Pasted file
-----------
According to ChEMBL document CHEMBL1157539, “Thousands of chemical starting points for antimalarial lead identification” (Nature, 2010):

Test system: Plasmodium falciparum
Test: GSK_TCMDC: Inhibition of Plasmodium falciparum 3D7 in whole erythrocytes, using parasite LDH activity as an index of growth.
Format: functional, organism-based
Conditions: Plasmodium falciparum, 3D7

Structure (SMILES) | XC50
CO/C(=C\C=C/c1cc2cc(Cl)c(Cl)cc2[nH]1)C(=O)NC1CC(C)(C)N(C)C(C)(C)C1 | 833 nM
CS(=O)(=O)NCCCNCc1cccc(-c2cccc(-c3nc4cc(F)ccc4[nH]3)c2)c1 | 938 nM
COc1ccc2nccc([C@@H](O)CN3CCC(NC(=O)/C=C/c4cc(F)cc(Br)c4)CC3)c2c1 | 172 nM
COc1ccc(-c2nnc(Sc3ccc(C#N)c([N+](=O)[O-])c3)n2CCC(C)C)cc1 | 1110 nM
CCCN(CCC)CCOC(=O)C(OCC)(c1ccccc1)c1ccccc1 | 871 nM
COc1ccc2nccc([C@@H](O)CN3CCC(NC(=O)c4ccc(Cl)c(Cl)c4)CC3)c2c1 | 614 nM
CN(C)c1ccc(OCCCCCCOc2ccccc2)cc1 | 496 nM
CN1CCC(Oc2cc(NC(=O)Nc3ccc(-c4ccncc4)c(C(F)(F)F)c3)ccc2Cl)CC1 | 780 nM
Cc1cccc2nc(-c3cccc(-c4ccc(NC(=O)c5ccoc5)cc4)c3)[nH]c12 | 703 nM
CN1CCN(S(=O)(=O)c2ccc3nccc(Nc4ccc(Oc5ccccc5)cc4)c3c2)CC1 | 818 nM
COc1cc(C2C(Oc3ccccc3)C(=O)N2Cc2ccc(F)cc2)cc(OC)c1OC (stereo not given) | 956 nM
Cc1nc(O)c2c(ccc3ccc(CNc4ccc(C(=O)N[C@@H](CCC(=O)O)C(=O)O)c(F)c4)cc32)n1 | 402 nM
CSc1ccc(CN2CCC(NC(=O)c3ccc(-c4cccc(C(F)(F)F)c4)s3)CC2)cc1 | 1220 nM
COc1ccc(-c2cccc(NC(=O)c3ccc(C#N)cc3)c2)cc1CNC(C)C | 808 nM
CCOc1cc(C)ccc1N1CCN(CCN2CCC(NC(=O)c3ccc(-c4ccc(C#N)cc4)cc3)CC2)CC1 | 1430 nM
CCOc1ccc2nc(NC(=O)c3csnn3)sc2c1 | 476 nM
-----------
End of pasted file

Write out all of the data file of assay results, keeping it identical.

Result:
According to ChEMBL document CHEMBL1157539, “Thousands of chemical starting points for antimalarial lead identification” (Nature, 2010):

Test system: Plasmodium falciparum
Test: GSK_TCMDC: Inhibition of Plasmodium falciparum 3D7 in whole erythrocytes, using parasite LDH activity as an index of growth.
Format: functional, organism-based
Conditions: Plasmodium falciparum, 3D7

Structure (SMILES) | XC50
CO/C(=C\C=C/c1cc2cc(Cl)c(Cl)cc2[nH]1)C(=O)NC1CC(C)(C)N(C)C(C)(C)C1 | 833 nM
CS(=O)(=O)NCCCNCc1cccc(-c2cccc(-c3nc4cc(F)ccc4[nH]3)c2)c1 | 938 nM
COc1ccc2nccc([C@@H](O)CN3CCC(NC(=O)/C=C/c4cc(F)cc(Br)c4)CC3)c2c1 | 172 nM
COc1ccc(-c2nnc(Sc3ccc(C#N)c([N+](=O)[O-])c3)n2CCC(C)C)cc1 | 1110 nM
CCCN(CCC)CCOC(=O)C(OCC)(c1ccccc1)c1ccccc1 | 871 nM
COc1ccc2nccc([C@@H](O)CN3CCC(NC(=O)c4ccc(Cl)c(Cl)c4)CC3)c2c1 | 614 nM
CN(C)c1ccc(OCCCCCCOc2ccccc2)cc1 | 496 nM
CN1CCC(Oc2cc(NC(=O)Nc3ccc(-c4ccncc4)c(C(F)(F)F)c3)ccc2Cl)CC1 | 780 nM
Cc1cccc2nc(-c3cccc(-c4ccc(NC(=O)c5ccoc5)cc4)c3)[nH]c12 | 703 nM
CN1CCN(S(=O)(=O)c2ccc3nccc(Nc4ccc(Oc5ccccc5)cc4)c3c2)CC1 | 818 nM
COc1cc(C2C(Oc3ccccc3)C(=O)N2Cc2ccc(F)cc2)cc(OC)c1OC (stereo not given) | 956 nM
Cc1nc(O)c2c(ccc3ccc(CNc4ccc(C(=O)N[C@@H](CCC(=O)O)C(=O)O)c(F)c4)cc32)n1 | 402 nM
CSc1ccc(CN2CCC(NC(=O)c3ccc(-c4cccc(C(F)(F)F)c4)s3)CC2)cc1 | 1220 nM
COc1ccc(-c2cccc(NC(=O)c3ccc(C#N)cc3)c2)cc1CNC(C)C | 808 nM
CCOc1cc(C)ccc1N1CCN(CCN2CCC(NC(=O)c3ccc(-c4ccc(C#N)cc4)cc3)CC2)CC1 | 1430 nM
CCOc1ccc2nc(NC(=O)c3csnn3)sc2c1 | 476 nM